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WHERE DID CHRISTMAS COME FROM?

 

HOW DID MITHRA WORSHIP BRING THESE THINGS INTO THE CHRISTIAN CHURCH?

In order to understand how and why Christmas came into the Christian church back in those early centuries, we need to understand the tremendous influence of pagan Mithraism in the first few centuries after the time of Christ-and how Christian leaders decided to adopt the customs of paganism in order to win the battle against it.

The following information is vital and comes from an earlier study:

THE PLANETARY WEEK -The various days of the week were, in ancient times, called the first day, second day, etc; for these were their Biblical names.  But about the time of Christ they were given new names.  The non- Christians began calling them ‘the Day of the Sun, (Sunday) the Day of the Moon, (Monday) etc. in honor of different heavenly bodies.  This was known by the pagans as the ‘planetary week.’

Each day was ruled over by a different god; but the most important of all gods was given the rule of the first day of the week, (Sunday), with the idea in mind that the first is always more important than that which follows it.  The most important of all the heathen gods was given the rule over the first of the seven days.  It was his day, the day of the sun.  And Mithra, the Sun god was worshiped each week on his day, the Sun day.

Now although these names for the days of the week were new, the day devoted to the Sun god was not new.  The worship of the sun arose from a devotion to that most powerful of natural objects.  It was one of the most ancient forms of worship and is represented by solar-disk images found on nearly every continent of our world.  (”Sun worship was the earliest idolatry”—A.R. Fausset, Bible Dictionary, page 666.)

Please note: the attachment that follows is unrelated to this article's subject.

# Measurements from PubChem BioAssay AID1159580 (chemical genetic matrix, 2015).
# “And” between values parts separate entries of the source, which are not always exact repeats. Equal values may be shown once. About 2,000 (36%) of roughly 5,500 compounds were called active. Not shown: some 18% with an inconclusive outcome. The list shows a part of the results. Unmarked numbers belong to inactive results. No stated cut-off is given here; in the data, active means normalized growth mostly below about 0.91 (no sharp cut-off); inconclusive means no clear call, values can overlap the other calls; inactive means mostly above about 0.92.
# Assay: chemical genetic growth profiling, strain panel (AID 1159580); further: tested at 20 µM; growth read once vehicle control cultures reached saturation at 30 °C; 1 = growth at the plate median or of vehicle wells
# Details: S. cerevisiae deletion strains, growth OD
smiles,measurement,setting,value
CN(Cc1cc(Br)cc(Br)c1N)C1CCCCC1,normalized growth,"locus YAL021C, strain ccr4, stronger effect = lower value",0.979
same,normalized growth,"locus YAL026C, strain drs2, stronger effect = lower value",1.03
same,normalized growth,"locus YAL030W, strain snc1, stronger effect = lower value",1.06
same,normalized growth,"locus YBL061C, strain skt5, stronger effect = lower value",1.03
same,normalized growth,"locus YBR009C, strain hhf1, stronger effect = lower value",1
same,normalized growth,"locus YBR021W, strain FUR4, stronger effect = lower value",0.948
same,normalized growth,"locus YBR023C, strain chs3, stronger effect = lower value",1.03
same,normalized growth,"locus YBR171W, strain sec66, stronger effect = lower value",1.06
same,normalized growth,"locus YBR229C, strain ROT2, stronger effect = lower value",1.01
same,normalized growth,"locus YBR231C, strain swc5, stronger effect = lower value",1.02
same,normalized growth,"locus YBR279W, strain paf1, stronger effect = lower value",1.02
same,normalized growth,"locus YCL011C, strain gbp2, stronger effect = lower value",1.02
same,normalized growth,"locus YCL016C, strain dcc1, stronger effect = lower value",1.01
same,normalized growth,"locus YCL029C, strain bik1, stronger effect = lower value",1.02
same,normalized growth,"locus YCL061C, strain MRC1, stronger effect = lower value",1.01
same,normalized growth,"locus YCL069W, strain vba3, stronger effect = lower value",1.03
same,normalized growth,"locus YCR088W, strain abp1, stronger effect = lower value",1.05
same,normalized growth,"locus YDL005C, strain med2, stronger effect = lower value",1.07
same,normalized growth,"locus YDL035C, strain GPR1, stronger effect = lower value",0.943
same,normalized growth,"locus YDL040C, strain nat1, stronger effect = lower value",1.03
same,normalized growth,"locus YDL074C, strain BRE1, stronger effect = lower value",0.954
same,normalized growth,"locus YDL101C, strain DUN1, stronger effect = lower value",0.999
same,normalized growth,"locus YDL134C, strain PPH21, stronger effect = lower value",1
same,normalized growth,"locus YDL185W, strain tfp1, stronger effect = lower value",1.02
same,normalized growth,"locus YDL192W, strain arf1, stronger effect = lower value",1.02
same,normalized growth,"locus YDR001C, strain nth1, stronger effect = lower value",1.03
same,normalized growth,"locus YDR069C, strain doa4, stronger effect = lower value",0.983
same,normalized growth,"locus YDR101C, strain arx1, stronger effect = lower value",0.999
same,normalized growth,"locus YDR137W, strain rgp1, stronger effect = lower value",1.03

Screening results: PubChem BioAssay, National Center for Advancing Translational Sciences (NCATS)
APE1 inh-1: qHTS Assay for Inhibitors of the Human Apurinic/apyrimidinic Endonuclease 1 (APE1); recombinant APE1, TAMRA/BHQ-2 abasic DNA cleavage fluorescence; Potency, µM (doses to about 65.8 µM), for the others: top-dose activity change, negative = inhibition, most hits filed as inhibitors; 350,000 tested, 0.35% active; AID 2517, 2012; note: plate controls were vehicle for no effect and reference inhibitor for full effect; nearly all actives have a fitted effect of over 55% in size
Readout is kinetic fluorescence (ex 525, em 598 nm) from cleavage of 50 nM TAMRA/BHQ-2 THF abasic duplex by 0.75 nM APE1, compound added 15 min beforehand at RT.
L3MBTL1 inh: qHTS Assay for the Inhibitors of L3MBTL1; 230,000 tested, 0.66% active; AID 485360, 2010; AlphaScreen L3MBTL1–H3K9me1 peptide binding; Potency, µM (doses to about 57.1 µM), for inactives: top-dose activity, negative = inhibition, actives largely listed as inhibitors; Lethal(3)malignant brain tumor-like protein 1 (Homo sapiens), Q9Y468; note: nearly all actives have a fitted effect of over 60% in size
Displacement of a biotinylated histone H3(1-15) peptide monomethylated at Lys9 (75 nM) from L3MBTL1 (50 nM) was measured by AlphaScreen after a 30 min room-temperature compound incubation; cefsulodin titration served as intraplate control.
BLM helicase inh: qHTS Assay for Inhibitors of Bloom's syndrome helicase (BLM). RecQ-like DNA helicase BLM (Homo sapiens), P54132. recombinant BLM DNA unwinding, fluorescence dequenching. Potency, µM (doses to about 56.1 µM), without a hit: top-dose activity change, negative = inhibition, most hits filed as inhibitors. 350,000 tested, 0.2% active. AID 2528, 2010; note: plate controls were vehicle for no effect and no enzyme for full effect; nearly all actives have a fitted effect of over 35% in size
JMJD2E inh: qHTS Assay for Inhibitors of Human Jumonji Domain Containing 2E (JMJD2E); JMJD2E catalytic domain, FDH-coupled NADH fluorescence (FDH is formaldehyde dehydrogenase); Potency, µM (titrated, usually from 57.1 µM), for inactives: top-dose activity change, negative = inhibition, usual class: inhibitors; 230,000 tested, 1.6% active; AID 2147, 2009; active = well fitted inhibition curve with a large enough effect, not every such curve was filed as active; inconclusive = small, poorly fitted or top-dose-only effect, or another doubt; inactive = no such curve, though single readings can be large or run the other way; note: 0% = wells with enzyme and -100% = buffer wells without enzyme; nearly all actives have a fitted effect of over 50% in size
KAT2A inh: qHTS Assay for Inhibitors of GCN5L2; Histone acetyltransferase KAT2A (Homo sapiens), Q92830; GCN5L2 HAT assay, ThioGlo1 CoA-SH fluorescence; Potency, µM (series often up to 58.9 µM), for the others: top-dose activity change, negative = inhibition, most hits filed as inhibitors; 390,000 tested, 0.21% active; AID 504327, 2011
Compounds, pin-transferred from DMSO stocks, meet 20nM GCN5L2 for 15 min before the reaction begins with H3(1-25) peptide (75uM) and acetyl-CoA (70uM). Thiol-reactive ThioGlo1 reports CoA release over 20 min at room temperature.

The Arabians appear to have worshiped it directly without using any statue or symbol (Job: 31:26-27).  Abraham was called out of all this when he went to the Promised Land.  Ra was the Sun god of Egypt; and On (Heliopolis, which means “city of the sun’ in Greek) was the center of Egyptian Sun worship (see the Hebrew of Jer.43:13).

Entering Canaan under Joshua, the Hebrews again encountered Sun worship.  Baal of the Phoenicians, Molech or Milcom of the Ammonites, Hadad of the Syrians, and later the Persian Mitras or Mithra.

Shemesh was an especially important Sun god in the Middle East. Later, in Egypt, Aton was the name of the god of the Sun Disk.  The temple at Baalbek was dedicated to Sun worship.

By associating with Sun worshipers, the Israelites frequently practiced it themselves (Lev. 26:30, Isa. 17:8).  King Manasseh practiced direct Sun worship (2Kings. 21:3, 5).  Josiah destroyed the chariots that were dedicated to the Sun and worship processions (2Kings. 23:5, 11-12).  Sun altars and incense were burned on the housetops for the sun (Zeph. 1:5).  And Ezekiel beheld the “greatest abomination”: direct Sun worship at the entry way to the temple of the true God.  This was done by facing east-ward to the rising sun (Eze.8:16-17).

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